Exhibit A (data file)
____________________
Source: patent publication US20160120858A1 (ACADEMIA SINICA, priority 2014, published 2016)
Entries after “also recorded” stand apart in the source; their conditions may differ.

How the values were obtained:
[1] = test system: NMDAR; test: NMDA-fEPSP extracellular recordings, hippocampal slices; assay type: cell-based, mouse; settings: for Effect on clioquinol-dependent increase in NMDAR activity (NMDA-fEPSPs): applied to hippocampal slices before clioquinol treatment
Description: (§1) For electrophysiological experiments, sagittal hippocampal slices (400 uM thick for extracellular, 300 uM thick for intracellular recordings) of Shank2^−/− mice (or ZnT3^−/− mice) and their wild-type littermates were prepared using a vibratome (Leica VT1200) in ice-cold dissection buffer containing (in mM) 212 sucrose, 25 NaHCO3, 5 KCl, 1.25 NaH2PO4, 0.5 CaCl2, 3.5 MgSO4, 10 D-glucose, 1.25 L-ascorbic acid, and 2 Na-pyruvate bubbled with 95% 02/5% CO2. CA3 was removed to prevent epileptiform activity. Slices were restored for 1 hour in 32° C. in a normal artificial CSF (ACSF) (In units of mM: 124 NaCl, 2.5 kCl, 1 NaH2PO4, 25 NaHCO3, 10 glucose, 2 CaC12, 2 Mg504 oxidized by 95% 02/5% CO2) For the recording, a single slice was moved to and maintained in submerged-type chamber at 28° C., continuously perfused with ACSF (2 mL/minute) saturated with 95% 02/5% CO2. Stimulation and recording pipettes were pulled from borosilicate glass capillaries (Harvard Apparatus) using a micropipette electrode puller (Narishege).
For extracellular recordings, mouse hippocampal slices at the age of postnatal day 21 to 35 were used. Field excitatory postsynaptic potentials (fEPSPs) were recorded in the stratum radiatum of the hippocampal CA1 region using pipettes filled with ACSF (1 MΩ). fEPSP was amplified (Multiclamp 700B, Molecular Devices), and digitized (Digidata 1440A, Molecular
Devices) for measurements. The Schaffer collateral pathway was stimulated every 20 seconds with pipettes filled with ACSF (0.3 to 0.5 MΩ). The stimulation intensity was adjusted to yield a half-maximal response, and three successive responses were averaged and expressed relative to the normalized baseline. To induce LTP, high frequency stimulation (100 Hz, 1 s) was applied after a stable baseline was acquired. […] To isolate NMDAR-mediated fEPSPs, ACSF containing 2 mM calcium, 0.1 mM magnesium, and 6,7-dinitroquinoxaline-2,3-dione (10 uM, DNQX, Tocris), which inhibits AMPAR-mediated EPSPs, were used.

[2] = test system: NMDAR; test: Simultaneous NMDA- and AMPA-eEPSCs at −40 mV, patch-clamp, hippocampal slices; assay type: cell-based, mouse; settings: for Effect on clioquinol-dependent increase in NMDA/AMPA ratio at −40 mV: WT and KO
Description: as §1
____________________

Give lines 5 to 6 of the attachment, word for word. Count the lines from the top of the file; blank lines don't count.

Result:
Description: (§1) For electrophysiological experiments, sagittal hippocampal slices (400 uM thick for extracellular, 300 uM thick for intracellular recordings) of Shank2^−/− mice (or ZnT3^−/− mice) and their wild-type littermates were prepared using a vibratome (Leica VT1200) in ice-cold dissection buffer containing (in mM) 212 sucrose, 25 NaHCO3, 5 KCl, 1.25 NaH2PO4, 0.5 CaCl2, 3.5 MgSO4, 10 D-glucose, 1.25 L-ascorbic acid, and 2 Na-pyruvate bubbled with 95% 02/5% CO2. CA3 was removed to prevent epileptiform activity. Slices were restored for 1 hour in 32° C. in a normal artificial CSF (ACSF) (In units of mM: 124 NaCl, 2.5 kCl, 1 NaH2PO4, 25 NaHCO3, 10 glucose, 2 CaC12, 2 Mg504 oxidized by 95% 02/5% CO2) For the recording, a single slice was moved to and maintained in submerged-type chamber at 28° C., continuously perfused with ACSF (2 mL/minute) saturated with 95% 02/5% CO2. Stimulation and recording pipettes were pulled from borosilicate glass capillaries (Harvard Apparatus) using a micropipette electrode puller (Narishege).
For extracellular recordings, mouse hippocampal slices at the age of postnatal day 21 to 35 were used. Field excitatory postsynaptic potentials (fEPSPs) were recorded in the stratum radiatum of the hippocampal CA1 region using pipettes filled with ACSF (1 MΩ). fEPSP was amplified (Multiclamp 700B, Molecular Devices), and digitized (Digidata 1440A, Molecular